I Declare War Jason Lapeyre & Robert Wilson

I Declare War Jason Lapeyre & Robert Wilson
7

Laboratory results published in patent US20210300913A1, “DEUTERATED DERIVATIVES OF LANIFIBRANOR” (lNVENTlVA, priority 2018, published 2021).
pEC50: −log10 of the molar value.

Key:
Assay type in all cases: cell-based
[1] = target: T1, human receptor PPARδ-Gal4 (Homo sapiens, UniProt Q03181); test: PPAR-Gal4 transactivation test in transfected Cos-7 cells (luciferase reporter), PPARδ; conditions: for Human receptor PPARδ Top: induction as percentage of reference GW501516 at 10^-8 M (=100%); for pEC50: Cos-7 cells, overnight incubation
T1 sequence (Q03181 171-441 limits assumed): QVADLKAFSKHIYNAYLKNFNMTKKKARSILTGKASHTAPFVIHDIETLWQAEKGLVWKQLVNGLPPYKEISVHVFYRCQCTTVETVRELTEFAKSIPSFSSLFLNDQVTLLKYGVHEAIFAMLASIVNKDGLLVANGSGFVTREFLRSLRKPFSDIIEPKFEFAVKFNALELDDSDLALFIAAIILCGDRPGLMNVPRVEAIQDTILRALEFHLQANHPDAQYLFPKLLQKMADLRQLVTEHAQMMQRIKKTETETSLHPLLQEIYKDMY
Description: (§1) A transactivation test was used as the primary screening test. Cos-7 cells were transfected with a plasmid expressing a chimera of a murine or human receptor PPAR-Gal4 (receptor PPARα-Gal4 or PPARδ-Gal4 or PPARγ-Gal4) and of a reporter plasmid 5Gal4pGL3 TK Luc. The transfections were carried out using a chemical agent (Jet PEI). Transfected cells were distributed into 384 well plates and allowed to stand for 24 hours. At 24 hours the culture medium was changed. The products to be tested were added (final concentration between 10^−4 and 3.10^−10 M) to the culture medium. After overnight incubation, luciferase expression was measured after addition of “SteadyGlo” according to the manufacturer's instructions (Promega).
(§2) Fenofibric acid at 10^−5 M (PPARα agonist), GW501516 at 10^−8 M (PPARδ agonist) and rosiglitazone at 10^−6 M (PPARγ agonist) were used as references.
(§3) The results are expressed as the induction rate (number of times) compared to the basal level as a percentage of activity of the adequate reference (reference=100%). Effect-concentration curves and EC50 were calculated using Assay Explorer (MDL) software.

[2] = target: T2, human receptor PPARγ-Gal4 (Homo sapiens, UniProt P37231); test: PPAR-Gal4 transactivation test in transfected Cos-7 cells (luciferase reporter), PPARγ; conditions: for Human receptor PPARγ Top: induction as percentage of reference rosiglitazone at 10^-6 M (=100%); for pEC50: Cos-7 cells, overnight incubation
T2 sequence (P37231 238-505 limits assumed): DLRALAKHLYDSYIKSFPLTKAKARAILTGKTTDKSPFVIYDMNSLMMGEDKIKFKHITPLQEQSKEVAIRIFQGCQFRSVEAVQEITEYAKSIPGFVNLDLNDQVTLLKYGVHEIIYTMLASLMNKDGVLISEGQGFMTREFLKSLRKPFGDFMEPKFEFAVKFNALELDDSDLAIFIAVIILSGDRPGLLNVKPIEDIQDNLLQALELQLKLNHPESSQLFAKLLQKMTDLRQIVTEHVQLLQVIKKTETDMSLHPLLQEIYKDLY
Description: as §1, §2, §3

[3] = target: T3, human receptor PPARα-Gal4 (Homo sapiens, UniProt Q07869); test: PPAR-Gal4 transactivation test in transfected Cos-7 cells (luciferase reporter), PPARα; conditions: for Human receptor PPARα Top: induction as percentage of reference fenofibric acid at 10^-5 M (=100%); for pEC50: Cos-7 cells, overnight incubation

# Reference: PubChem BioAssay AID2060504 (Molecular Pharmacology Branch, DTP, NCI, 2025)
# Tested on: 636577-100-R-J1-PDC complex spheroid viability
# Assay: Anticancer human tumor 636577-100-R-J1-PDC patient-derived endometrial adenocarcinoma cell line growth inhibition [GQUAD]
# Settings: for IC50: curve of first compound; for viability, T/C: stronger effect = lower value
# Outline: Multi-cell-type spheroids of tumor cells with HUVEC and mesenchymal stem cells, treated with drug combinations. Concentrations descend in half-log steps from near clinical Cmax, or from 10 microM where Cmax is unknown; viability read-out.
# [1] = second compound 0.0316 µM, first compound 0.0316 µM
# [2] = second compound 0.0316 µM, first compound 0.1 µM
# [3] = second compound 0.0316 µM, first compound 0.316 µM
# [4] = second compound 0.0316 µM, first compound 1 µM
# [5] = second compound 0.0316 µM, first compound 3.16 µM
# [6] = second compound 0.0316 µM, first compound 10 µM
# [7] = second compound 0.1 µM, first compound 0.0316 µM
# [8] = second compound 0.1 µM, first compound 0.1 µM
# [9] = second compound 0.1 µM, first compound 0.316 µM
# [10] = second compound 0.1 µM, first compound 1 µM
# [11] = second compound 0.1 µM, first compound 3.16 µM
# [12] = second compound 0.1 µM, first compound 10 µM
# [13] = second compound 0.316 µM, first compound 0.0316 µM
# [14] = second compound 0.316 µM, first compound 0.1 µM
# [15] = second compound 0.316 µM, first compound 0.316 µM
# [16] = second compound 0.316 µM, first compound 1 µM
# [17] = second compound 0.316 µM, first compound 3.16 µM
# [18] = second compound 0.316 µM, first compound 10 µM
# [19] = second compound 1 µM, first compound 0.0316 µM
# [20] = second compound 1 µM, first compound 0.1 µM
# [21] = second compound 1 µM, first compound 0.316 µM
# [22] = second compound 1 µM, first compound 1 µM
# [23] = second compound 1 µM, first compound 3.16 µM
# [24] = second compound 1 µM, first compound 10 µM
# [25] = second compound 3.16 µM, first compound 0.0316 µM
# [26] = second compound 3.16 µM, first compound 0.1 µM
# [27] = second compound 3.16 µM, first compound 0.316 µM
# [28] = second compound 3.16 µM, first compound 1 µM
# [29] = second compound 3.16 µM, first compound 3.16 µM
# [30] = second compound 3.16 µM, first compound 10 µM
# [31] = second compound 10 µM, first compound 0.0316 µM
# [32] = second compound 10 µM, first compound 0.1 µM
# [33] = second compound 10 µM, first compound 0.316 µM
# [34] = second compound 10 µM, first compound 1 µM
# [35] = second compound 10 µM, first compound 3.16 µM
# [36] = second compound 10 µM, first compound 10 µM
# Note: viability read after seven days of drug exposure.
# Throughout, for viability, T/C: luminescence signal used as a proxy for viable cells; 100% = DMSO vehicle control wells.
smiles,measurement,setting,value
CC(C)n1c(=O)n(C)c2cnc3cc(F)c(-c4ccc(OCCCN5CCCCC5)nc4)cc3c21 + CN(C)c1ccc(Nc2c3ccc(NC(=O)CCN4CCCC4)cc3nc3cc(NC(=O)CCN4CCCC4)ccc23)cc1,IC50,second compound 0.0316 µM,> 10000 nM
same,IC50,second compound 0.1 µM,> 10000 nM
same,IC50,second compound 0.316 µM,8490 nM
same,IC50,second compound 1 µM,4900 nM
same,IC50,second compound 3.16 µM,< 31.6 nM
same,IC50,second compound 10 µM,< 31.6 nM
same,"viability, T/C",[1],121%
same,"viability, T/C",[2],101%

During the opening moments of the deceptively simple, extremely low budget comedy and social observation piece, I Declare War, the rules for a childhood game of war are detailed through animation. It's essentially a Capture the Flag scenario with toy guns debilitating players for a brief time to allow for a getaway or the use of a water balloon (grenade) to take them out of the game entirely. Starting in the midst of this outdoor game, the sides are divided between leaders Quinn (Aidan Gouveia) and PK (Gage Monroe) and their respective troops. PK and best friend Kwon (Siam Yu) are the more stable of the two groups, having a clear strategy and chain of command, while Quinn's group quickly devolves into anarchy when the mercurial Skinner (Michael Friend) usurps his leader and bends the rules by capturing Kwon and utilizing tactics far more violent and personal than the playful game intends. In the midst of this, Jess (Mackenzie Munro)—a newcomer to the game made controversial by her gender—tries to turn her fellow soldiers on each other to avenge the death of Quinn, her underlying romantic motivation. Superficially, the interactions and varying deceptions plotted by each player, all of whom have very specific and distinct personality types, makes for a surprisingly engaging and visceral experience despite being little more than a filmed account of 12-year-olds running around in the woods. In part, this effectiveness stems from a consistent, acutely realized, sense of humour. One boy spends most of his downtime coming up with "would you rather" scenarios involving canine fellatio or computer deprivation; Jess uses sly flirtation tactics to pit the boys against each other; and characters routinely step back from heightened drama to argue about rules, acknowledging the absurdity of it all. But what's even more intriguing than the appropriately positioned comedy and surprisingly astute character deconstructions—everyone gradually unravels to reveal base insecurity as impetus for action—is what a movie about kids playing at war suggests about society overall. While the boys acknowledge awareness of populist war movies, emulating some of the behaviours and posturing they've seen on the big screen, the base motivations for fighting and for reaction to unresolved trauma isn't entirely dissimilar to those that motivate adults. Whether an intense obsession with control and rightness is the instigator of conflict or an inability to reconcile rejection, the contextually silly signifiers of angst ring surprisingly true to bigger global conflicts. As such, beneath the surface of a seemingly cute teen movie is a sly commentary on our collective inability to overcome basic human flaws and insecurities. No supplements are included with the DVD, which is unfortunate, since it might have been interesting to see how conscious everyone was of real world parallels. (Phase 4)